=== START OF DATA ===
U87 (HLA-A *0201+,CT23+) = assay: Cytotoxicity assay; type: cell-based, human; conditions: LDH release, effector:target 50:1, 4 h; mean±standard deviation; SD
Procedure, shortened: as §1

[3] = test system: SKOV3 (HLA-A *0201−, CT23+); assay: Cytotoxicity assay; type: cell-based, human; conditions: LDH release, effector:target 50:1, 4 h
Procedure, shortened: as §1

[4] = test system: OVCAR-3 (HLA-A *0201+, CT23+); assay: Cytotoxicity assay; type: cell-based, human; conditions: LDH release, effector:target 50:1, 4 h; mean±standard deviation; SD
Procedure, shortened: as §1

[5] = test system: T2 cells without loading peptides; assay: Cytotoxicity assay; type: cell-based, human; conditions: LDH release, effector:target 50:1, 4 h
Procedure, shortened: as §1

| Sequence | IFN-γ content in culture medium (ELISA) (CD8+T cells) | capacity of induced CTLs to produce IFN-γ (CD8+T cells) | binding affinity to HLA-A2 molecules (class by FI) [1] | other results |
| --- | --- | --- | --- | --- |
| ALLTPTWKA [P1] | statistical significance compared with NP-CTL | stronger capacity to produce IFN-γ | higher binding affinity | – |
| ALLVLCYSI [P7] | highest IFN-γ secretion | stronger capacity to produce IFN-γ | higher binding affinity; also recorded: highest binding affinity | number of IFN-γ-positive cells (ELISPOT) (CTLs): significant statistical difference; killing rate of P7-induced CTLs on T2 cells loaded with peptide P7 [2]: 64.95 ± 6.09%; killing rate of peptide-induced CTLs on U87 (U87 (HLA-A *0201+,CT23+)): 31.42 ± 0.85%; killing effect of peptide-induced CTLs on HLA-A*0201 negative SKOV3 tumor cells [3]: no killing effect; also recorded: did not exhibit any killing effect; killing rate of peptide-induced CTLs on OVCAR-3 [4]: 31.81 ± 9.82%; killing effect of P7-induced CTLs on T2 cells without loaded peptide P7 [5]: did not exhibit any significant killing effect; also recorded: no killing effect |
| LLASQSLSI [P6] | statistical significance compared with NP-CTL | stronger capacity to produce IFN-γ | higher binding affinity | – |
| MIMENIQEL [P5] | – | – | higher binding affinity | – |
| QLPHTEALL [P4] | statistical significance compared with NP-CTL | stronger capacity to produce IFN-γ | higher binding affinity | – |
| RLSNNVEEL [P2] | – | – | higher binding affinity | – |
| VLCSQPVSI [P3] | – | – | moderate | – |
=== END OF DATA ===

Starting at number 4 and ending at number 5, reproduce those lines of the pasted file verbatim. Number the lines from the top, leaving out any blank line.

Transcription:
Procedure, shortened: as §1

[4] = test system: OVCAR-3 (HLA-A *0201+, CT23+); assay: Cytotoxicity assay; type: cell-based, human; conditions: LDH release, effector:target 50:1, 4 h; mean±standard deviation; SD